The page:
Architectural Photography; Professional Techniques For Shooting Interior And Exterior Spaces Page 2
If a preliminary visit to the site cannot be arranged, then you should try to sit down with your client ahead of time. Find out whether your client has personal preferences in photographic style. Certain features of the job may need emphasis—find out as much about them as you can beforehand, so you avoid unpleasant surprises on the shoot. Among the things you might need to know are the following:
• Will access be restricted to particular areas?
• Will the site be in operation, or will the shoot take place after hours?
If so, are you likely to have to contend with cleaning people or other maintenance workers?
• Will you have full access to lighting controls if necessary?
• How recently has your client viewed the job site?
• For a large project, will the client have a representative to help with any situations that may arise or with any last-minute cleanup that might be essential to the shoot?
It is wise to try to find out whether the architect has had to compromise on some aspect of the job. I remember one major shoot in which the architect failed to mention ahead of time that he hated the very prominent light fixtures that the client had insisted on in an atrium. Fortunately I was able to come up with some views in which they were suitably downplayed, if not eliminated.
Lighting And Color Balance
The lighting of interiors, especially the balancing of light intensity and color, has always presented photographers with a challenge. With each situation, the photographer must decide not only whether to add light but how much and of what quality.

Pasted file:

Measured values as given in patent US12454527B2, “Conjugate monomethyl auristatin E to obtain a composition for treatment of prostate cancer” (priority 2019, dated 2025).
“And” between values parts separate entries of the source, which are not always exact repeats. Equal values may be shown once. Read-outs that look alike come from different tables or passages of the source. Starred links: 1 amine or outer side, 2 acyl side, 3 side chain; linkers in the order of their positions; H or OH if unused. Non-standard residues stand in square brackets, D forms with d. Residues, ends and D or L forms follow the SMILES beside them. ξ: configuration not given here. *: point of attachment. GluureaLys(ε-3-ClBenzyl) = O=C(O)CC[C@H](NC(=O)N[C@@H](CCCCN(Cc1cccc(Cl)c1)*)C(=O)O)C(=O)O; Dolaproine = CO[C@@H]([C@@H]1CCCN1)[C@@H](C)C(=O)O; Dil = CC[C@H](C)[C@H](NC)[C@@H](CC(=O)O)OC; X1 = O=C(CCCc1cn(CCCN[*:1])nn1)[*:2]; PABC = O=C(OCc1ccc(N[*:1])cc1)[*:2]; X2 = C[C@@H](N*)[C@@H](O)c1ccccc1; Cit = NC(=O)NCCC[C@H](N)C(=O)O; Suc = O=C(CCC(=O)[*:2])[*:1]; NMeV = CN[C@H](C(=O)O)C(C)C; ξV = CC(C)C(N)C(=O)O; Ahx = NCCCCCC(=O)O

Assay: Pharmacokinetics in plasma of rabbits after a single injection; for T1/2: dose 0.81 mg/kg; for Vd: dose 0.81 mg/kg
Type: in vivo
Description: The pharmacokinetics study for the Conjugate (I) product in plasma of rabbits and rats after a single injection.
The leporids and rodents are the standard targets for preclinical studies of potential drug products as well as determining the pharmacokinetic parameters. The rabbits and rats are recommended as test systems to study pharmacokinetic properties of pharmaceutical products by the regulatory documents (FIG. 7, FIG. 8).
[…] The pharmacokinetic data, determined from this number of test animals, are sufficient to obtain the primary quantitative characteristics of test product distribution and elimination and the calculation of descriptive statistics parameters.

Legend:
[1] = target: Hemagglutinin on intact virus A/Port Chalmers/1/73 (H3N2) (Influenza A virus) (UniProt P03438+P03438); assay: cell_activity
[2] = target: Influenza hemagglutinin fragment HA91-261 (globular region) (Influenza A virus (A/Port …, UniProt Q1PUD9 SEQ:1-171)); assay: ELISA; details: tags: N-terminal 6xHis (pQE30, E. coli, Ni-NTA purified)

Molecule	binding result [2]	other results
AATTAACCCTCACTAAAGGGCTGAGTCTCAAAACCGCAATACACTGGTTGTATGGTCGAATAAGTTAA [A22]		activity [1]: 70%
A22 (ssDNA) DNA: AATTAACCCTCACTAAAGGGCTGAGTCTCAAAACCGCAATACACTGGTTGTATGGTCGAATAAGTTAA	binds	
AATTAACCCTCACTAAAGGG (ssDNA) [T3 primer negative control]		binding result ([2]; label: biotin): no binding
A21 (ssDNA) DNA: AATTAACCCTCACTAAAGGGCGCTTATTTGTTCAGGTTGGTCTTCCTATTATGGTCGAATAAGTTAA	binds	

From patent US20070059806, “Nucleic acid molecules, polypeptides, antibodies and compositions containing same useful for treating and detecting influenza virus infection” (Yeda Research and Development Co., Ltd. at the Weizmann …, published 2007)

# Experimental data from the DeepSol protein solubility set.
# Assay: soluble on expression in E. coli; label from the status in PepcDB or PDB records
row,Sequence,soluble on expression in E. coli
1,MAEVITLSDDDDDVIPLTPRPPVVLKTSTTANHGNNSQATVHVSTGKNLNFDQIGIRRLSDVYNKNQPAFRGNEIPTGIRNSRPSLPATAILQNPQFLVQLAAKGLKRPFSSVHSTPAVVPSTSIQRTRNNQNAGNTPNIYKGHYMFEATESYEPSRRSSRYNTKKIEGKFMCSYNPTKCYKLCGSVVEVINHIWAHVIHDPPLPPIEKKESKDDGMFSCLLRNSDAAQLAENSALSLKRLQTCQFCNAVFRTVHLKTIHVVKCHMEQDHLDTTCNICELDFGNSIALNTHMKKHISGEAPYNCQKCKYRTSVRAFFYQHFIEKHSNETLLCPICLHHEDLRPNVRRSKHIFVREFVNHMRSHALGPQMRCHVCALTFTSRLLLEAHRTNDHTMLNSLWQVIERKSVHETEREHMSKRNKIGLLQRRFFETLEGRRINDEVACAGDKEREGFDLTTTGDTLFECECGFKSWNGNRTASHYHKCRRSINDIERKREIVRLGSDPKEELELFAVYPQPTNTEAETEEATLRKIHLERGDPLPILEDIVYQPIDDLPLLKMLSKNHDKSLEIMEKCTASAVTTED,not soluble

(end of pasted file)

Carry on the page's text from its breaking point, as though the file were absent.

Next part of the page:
What normally determines whether an interior needs supplemental lighting is the dynamic range—the span from lightest to darkest zones—present in the subject area and the dynamic range of the medium used to record the space. If the dynamic range of the composition is within the latitude of the film or digital camera, it is possible that additional lighting may not be needed. Sometimes, however, other factors may be involved. A mixture of light sources may produce unwanted color shifts, some of which may be easier to correct than others. In some situations, differences in color temperature from one area to the next are more significant than brightness variations. This is often the case with under-cabinet counter lighting, which is usually fluorescent, frequently overly bright, and different in color temperature from surrounding areas.
In fact, most modern interiors exhibit variations in light levels and in color temperature. This variety is usually a basic part of the design—and should be if it isn’t. In such situations, photographers sometimes make the mistake of carefully correcting all areas of composition color-wise, and then also balancing the light level, only to end up with an unflattering, unrealistic, overly flat result. Instead, photographers should consider the overall objective of producing an appealing, realistic rendition of the space that may not reproduce the actual lighting with 100 percent accuracy but reflects the basic philosophy of the design. A warm rendition of an interior is usually more appealing, though not necessarily more accurate, than a cool one. Supplemental lighting can be used to reduce overall contrast or dynamic range and also to reduce variations in color temperature.
Another approach, available to the digital photographer, is high dynamic range (HDR) imaging, in which the photographer makes a series of perfectly aligned exposures using ambient available light only. Later, the exposures are uploaded into a computer program and then combined into a final composition.